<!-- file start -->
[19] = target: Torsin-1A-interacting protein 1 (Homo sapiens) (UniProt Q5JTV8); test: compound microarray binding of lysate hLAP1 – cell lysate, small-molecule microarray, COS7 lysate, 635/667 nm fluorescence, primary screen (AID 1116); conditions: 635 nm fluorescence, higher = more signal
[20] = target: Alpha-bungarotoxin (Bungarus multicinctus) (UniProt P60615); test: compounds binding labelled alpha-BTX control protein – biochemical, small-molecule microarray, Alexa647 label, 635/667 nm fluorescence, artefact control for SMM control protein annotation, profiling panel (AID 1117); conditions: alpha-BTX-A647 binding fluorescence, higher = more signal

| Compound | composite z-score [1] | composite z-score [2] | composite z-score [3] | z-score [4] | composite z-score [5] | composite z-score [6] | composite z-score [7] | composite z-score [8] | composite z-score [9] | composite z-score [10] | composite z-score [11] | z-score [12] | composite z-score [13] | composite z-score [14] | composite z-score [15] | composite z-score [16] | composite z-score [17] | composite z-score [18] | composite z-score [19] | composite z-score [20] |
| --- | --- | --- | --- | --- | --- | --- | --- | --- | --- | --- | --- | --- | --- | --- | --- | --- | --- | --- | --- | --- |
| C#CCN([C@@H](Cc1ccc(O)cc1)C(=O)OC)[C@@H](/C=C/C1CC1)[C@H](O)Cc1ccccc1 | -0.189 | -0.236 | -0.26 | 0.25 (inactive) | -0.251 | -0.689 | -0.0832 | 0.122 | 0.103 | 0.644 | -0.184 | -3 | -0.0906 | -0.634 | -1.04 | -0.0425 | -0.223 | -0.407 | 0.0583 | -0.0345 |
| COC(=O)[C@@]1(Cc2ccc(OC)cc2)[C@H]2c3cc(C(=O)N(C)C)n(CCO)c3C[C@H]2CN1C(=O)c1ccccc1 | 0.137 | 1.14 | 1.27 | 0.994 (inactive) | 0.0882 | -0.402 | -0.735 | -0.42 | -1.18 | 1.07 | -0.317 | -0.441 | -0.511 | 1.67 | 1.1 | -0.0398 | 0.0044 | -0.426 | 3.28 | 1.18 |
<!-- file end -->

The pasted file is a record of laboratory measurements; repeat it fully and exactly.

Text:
[19] = target: Torsin-1A-interacting protein 1 (Homo sapiens) (UniProt Q5JTV8); test: compound microarray binding of lysate hLAP1 – cell lysate, small-molecule microarray, COS7 lysate, 635/667 nm fluorescence, primary screen (AID 1116); conditions: 635 nm fluorescence, higher = more signal
[20] = target: Alpha-bungarotoxin (Bungarus multicinctus) (UniProt P60615); test: compounds binding labelled alpha-BTX control protein – biochemical, small-molecule microarray, Alexa647 label, 635/667 nm fluorescence, artefact control for SMM control protein annotation, profiling panel (AID 1117); conditions: alpha-BTX-A647 binding fluorescence, higher = more signal

| Compound | composite z-score [1] | composite z-score [2] | composite z-score [3] | z-score [4] | composite z-score [5] | composite z-score [6] | composite z-score [7] | composite z-score [8] | composite z-score [9] | composite z-score [10] | composite z-score [11] | z-score [12] | composite z-score [13] | composite z-score [14] | composite z-score [15] | composite z-score [16] | composite z-score [17] | composite z-score [18] | composite z-score [19] | composite z-score [20] |
| --- | --- | --- | --- | --- | --- | --- | --- | --- | --- | --- | --- | --- | --- | --- | --- | --- | --- | --- | --- | --- |
| C#CCN([C@@H](Cc1ccc(O)cc1)C(=O)OC)[C@@H](/C=C/C1CC1)[C@H](O)Cc1ccccc1 | -0.189 | -0.236 | -0.26 | 0.25 (inactive) | -0.251 | -0.689 | -0.0832 | 0.122 | 0.103 | 0.644 | -0.184 | -3 | -0.0906 | -0.634 | -1.04 | -0.0425 | -0.223 | -0.407 | 0.0583 | -0.0345 |
| COC(=O)[C@@]1(Cc2ccc(OC)cc2)[C@H]2c3cc(C(=O)N(C)C)n(CCO)c3C[C@H]2CN1C(=O)c1ccccc1 | 0.137 | 1.14 | 1.27 | 0.994 (inactive) | 0.0882 | -0.402 | -0.735 | -0.42 | -1.18 | 1.07 | -0.317 | -0.441 | -0.511 | 1.67 | 1.1 | -0.0398 | 0.0044 | -0.426 | 3.28 | 1.18 |